Originally Published: August 11, 2017 8:30 p.m.
DALLAS — The NFL suspended star Dallas Cowboys running back Ezekiel Elliott for six games Friday, concluding after a yearlong investigation that the league’s leading rusher injured his former girlfriend in three separate incidents last summer.
According to the letter Elliott received informing him of the suspension, the NFL believed he used “physical force” three times in a span of five days in a Columbus, Ohio, apartment last July resulting in injuries to Tiffany Thompson’s face, neck, shoulders, arms, hands, wrists, hips and knees. She was his girlfriend at the time.
Prosecutors in Columbus decided nearly a year ago not to pursue the case in the city where Elliott starred for Ohio State. In announcing the suspension under the NFL’s personal conduct policy, the league said its investigation was based on photographs, text messages and other electronic evidence. Commissioner Roger Goodell made his decision based on the findings and in consultation with four advisers, including Hall of Fame player Ken Houston.
Elliott’s ban means the Cowboys will have four players suspended when last year’s NFC East champions start the season in a month — with the possibility of losing two more. The 22-year-old Elliot has three days to appeal the ruling, which his legal team said he would do while blasting the decision.
“The NFL’s findings are replete with factual inaccuracies and erroneous conclusions and it ‘cherry picks’ so-called evidence to support its conclusion while ignoring other critical evidence,” attorneys Frank Salzano and Scott Rosenblum said in a joint statement. “During the upcoming weeks and through the appeal, a slew of additional credible and controverting evidence will come to light.”
Bills trade Watkins to Rams, get Matthews from Eagles
ORCHARD PARK, N.Y. — The Buffalo Bills’ offseason overhaul isn’t over yet now that receiver Sammy Watkins and cornerback Ronald Darby became the latest players to be sent packing.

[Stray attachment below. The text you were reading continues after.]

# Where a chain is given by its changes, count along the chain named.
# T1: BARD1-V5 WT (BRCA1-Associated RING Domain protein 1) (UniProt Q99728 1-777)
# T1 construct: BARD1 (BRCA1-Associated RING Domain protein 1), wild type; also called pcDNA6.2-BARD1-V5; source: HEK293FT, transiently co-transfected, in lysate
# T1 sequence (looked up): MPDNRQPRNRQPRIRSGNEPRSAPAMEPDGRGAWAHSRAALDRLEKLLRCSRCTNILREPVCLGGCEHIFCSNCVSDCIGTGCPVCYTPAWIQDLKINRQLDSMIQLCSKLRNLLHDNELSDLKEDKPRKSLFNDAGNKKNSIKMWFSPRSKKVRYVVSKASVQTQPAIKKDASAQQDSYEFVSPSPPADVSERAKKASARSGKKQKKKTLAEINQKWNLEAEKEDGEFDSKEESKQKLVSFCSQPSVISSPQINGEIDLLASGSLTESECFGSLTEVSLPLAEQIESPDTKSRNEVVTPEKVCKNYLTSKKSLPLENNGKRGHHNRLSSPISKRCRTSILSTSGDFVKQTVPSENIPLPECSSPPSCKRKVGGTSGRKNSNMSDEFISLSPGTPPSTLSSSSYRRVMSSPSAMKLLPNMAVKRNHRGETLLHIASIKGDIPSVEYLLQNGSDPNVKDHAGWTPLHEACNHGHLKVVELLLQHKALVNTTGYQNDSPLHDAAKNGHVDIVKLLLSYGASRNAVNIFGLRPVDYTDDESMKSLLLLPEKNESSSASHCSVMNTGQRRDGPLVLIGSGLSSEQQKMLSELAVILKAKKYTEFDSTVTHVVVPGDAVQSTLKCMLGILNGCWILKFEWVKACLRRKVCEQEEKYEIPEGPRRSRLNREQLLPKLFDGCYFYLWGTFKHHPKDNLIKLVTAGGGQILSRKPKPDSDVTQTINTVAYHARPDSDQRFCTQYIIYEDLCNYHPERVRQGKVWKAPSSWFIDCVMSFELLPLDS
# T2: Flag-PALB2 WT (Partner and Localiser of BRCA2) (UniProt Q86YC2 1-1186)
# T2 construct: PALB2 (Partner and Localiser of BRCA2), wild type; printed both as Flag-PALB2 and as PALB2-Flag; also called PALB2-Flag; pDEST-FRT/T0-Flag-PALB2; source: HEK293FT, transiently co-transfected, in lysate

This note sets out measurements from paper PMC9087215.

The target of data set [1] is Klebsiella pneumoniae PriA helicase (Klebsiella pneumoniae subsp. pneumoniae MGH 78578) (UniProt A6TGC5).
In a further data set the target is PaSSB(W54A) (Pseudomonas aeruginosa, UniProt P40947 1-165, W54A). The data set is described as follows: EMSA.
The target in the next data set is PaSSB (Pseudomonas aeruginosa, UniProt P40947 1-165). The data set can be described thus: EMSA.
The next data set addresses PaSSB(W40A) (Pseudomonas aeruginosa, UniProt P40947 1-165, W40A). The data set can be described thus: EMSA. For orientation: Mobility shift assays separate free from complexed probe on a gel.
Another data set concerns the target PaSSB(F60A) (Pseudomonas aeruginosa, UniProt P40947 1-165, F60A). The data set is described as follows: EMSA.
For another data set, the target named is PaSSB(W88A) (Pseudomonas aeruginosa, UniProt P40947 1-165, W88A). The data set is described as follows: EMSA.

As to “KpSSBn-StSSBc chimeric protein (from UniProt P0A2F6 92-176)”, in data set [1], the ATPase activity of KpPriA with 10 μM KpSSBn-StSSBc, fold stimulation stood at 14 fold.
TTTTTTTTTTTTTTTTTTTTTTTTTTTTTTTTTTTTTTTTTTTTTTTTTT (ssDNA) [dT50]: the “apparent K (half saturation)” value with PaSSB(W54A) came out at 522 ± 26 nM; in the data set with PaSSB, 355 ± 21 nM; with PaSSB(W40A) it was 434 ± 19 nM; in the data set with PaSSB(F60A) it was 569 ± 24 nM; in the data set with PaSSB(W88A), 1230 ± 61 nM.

The Bills dealt both starters in separate blockbuster trades on Friday in an effort to reshape the roster under new coach Sean McDermott.
Watkins was traded to the Los Angeles Rams, while Darby was sent to the Philadelphia Eagles. Buffalo addressed both positions by acquiring receiver Jordan Matthews from Philadelphia and cornerback E.J. Gaines from the Rams.
The Bills also continued looking to the future by further stockpiling 2018 draft selections. They acquired a second-round pick from L.A. and a third-rounder from the Eagles, while also sending a sixth-round pick to the Rams.
Buffalo now has two picks in each of the first three rounds next year after acquiring the Kansas City Chiefs first-round selection in April.
The additional picks provide Bills general manager Brandon Beane assets in a draft that looks as if it will have several top-end quarterback prospects. Bills starter Tyrod Taylor’s future is uncertain beyond this season.
McDermott acknowledged his most difficult challenge was not merely breaking the news of Watkins’ departure to Taylor.
“I’ll take it a step further: How do you sell it to the entire team?” McDermott said, before outlining his message.
“You put one step in front of the other and we move on,” he said. “I asked them to continue to trust me and our decisions in terms of what we’re doing.”
NBC moves 130 Premier League games to streaming service
NEW YORK — Trying to gauge what it can sell directly to cord cutters, NBC is launching its direct-to-consumer Premier League product with the start of the season this weekend.
The company still will air about 250 matches on its television networks, mostly NBCSN, NBC and CNBC. But 130 games are being moved to its stream.
Priced at $49.99 as “Premier League Pass,” on NBC Sports Gold, those matches previously had been available to cable subscribers as Premier League Extra Time on overflow channels and as part of the regular NBC Sports app.
“We’re cognizant of the media world changing and we have experimented with Tour de France in the past and cycling more broadly,” said Rick Cordella, NBC Sports Group’s executive vice president and general manager of digital media.
“We felt like it made sense to experiment and put this behind the pay wall.”